We are pleased to announce a Showcase Workshop to introduce new technological solutions to improve clinical care and patient quality of life in advanced liver disease. The d-LIVER project, funded by the European Commission FP7 programme, is a consortium of 13 partners across Europe which has developed home monitoring systems for remote patient management and a bio-artificial liver support device.
The home monitoring system will support patients with advanced liver disease using regular patient-led measurements of physiological parameters (including heart rate and blood pressure) and six blood biochemistry tests. An ICT-enabled system allows semi-automated optimisation of therapy with support from specialist clinicians, where required. It is envisaged that this system will allow the earlier detection of decompensation leading to improved clinical outcomes, improved patient quality of life and reduced costs of management.
The bio-artificial liver technology includes identification of a reliable and cost effective source of functional hepatocytes, derived from readily expandable progenitors, to carry out detoxification and other hepatic functions in an acute setting. A three-dimensional bioreactor will provide an environment in which these cells can be supported and monitored during the perfusion of serum from patients undergoing support.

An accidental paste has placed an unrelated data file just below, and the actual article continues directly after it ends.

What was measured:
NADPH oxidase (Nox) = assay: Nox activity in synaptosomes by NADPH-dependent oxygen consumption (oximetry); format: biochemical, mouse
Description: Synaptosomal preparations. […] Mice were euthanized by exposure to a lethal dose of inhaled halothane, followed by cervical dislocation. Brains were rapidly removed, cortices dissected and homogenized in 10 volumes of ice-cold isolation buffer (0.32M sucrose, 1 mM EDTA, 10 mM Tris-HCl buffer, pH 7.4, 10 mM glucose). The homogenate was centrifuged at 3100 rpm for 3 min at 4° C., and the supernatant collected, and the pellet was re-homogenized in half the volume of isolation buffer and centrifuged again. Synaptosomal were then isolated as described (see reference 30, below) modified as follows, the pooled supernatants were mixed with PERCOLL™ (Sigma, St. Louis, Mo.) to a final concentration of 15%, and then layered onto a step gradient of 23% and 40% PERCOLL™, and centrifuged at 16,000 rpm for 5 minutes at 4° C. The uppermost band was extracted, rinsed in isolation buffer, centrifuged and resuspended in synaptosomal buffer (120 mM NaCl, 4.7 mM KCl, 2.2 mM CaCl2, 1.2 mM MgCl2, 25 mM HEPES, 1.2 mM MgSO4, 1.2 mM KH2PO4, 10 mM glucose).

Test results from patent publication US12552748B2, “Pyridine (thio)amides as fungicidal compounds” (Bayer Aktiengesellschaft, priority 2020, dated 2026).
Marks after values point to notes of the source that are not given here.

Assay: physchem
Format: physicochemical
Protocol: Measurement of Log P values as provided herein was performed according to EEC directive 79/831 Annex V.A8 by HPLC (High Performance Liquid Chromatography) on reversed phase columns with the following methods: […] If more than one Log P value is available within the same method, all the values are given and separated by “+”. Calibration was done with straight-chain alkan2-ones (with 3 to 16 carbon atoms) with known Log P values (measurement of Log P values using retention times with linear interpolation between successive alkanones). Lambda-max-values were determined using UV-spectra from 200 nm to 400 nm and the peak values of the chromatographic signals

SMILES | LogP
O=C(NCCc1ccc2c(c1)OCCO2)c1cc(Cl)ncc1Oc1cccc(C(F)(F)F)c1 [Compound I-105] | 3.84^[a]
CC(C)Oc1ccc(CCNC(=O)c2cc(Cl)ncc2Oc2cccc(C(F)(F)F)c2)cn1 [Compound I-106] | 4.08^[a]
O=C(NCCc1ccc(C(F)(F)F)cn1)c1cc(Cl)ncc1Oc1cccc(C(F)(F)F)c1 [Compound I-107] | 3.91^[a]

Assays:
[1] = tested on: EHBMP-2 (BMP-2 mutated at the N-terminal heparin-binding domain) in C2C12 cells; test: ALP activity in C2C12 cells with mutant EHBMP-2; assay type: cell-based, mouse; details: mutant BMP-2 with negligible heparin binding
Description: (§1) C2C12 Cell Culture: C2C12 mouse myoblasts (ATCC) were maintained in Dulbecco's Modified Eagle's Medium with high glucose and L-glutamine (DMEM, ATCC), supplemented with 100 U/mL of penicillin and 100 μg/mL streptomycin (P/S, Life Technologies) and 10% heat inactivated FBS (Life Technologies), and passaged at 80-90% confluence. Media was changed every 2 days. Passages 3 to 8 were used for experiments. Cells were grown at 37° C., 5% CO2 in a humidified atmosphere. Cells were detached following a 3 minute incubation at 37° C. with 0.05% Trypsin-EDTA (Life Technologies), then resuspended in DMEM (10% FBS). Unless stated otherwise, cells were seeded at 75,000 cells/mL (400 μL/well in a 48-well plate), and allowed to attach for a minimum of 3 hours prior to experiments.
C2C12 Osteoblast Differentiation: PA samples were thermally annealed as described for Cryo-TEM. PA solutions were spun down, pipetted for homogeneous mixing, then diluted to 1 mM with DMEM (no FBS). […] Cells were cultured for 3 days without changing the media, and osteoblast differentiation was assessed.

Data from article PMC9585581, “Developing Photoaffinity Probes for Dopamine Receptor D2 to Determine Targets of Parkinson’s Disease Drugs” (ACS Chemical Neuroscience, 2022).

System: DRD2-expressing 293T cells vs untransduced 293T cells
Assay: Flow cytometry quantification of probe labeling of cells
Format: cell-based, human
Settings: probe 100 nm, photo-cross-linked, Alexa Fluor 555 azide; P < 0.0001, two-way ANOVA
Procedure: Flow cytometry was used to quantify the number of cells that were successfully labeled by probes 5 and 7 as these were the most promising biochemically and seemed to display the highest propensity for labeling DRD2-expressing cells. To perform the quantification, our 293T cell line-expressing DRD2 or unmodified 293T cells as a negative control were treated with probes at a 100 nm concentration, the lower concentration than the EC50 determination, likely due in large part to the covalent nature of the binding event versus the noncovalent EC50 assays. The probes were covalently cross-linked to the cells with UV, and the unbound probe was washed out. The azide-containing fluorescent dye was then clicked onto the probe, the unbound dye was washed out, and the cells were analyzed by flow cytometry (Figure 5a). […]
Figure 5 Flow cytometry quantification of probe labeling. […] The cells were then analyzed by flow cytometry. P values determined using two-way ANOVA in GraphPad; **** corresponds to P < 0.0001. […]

The Workshop is designed to showcase the developed technologies and to learn how these new technologies might fit in to current and future clinical practice. The Workshop will take place on May 27th 2015 at the Humanitas Research Hospital Congress Centre in Milan (Via Manzoni 113, 20089 Rozzano, Milan, Italy - www.humanitasedu.it/sedi/milano). Participation is free of charge but registration is required.
To register please contact us at email@example.comA programme for the Workshop will be announced shortly on the d-LIVER website www.d-liver.eu
New study evaluates efficacy of PET imaging to manage chronic liver diseases
EASL governing board announces new Vice-Secretary
A web-based program is as effective as group counseling for patients with non-alcoholic fatty liver disease